Both Kant and Rawls seem to think in a linear fashion; but Kant in bringing in the idea of morality and the noumenon and the spiritual aspects of his thinking, is extra-dimensional (stretches beyond 3D constraints). The linear mode of thinking is also apparent in Kant’s attempts to keep his ideas within the bounds of rationality and philosophical discourse even as he enunciates his ground-breaking transcendental thought. Recent scholarship has shown that some of Kant’s thinking concerning his transcendental philosophy and moral ideas have been misinterpreted but have been given convincing and insightful analyses that make his thought far more complex, nuanced and path-breaking than many have been accustomed to think.
Rawls was much influenced in writing his A theory of justice by the pressing events of his time such as the cold war, socio-political inequality, ‘wars of liberation,’ the American civil rights movement and the Vietnam war. Kant was not only a man of his time but was also influenced by the ideas of his era in formulating his moral thinking and seeing how it may work with the politics of his time; and as he was conversant with matters military and aware of the effects of war and conflict, produced writings that touched on the idea of international peace.
In the context of our time, facing issues of class, race, sexuality (gender and orientation), greater acceptance and understanding of those who are disabled and seriously ill, and a world that is more populated than before and facing environmental crises: it becomes almost quaint to think of making moral decisions to create a just socio-political economic system without a thinning of the veil. This does not, even by the norms of linear thinking, contaminate the ‘purity’ of moral drives and thereby hamper the autonomous nature of free and equal individuals. Nor does it contradict Kant’s notion of all rational beings per se to look at specific aspects of humanity in considering how his ideas are relevant to us (his notions of a priori and pure a priori would be consistent with this, please see end note ).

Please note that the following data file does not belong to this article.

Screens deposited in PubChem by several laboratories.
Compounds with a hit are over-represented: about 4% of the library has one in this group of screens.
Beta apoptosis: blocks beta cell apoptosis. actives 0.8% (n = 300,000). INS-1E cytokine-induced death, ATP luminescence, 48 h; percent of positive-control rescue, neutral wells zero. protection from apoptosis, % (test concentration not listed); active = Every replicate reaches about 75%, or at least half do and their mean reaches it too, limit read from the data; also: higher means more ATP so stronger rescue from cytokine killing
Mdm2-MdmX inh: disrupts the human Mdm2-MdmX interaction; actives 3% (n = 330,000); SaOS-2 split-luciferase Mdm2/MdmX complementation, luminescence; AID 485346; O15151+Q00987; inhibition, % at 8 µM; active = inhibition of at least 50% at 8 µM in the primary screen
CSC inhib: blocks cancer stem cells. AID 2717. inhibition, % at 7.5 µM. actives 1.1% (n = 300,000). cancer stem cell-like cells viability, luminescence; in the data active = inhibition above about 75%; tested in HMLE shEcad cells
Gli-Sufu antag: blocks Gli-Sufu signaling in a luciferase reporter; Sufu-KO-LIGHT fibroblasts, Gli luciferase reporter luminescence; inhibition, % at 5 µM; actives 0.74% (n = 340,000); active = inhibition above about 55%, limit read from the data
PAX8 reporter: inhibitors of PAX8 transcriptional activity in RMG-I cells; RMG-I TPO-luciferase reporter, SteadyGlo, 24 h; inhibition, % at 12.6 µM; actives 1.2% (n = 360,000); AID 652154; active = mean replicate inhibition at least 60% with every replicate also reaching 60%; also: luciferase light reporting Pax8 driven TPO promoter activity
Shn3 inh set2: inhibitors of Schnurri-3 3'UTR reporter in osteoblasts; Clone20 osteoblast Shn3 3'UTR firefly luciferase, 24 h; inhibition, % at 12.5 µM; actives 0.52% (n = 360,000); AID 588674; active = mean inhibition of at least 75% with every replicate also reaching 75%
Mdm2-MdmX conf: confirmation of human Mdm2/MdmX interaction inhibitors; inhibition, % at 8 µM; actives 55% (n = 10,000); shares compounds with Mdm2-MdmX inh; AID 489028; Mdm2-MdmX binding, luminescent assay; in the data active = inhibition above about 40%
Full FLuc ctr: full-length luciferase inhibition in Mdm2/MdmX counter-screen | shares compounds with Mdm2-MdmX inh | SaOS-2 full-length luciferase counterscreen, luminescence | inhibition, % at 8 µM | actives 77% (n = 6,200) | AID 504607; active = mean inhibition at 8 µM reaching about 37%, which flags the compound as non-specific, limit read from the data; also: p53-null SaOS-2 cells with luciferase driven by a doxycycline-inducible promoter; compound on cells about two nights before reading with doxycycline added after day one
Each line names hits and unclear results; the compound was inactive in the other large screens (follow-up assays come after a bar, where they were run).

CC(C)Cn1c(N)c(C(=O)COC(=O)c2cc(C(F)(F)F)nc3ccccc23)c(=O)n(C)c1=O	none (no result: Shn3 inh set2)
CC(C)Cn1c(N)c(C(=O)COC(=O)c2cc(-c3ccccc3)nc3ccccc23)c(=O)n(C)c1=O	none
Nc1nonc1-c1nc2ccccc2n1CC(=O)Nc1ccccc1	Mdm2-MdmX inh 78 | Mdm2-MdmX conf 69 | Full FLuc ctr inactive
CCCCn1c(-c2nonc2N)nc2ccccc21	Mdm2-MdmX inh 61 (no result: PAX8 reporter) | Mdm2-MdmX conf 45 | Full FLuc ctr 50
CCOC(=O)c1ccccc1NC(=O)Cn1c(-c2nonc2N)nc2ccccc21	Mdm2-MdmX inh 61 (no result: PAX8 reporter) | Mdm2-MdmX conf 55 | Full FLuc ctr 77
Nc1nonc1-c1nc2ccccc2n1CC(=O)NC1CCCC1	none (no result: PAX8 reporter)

By taking a multidimensional approach we are able to see better the feasibility and relevance of Kant and Rawls as giving us a base to move forward in our moral thinking. We live in a world of heightened security surveillance, near paranoia over terrorism and political gridlock in various forms that would make anyone still interested in moral thinking wonder whether veils of any sort, thick or thin, are worth anyone’s attention. We need to develop a thinking that goes beyond the conventional logical forms; we need the ability to go beyond linearity without sacrificing coherence: surely, that is possible.
We can see better through a translucent VOI to realize that what was blocked out by Rawls is very much the general knowledge and facts of the world today: those facts and general knowledge he thought are critical to formulating his original position and VOI. The fact is class, status, gender, sexuality, race, media manipulation and the use of terror as a form control are defining characteristics of our time. Even by Rawls’ standards they would be necessary to conceptualize his VOI as used today. To put it another way: we would argue that it is crucial to have this translucency for Kant’s relevance and application to our time (if a veil is considered for him), and a fortiori it would be so for Rawls.
Indeed, if this is so then it becomes apparent that there can be no thick VOI for us that would make much sense. The VOI of Rawls is valuable from an academic point of view and not much more. From a serious view of ideas and their value for humans and other beings as we move on in time, a thin veil seems to be a minimum at best. To insist otherwise could even be irrational. But how does this obviate the self-interestedness that a thin veil supposedly entails? This is where the multidimensionality comes in.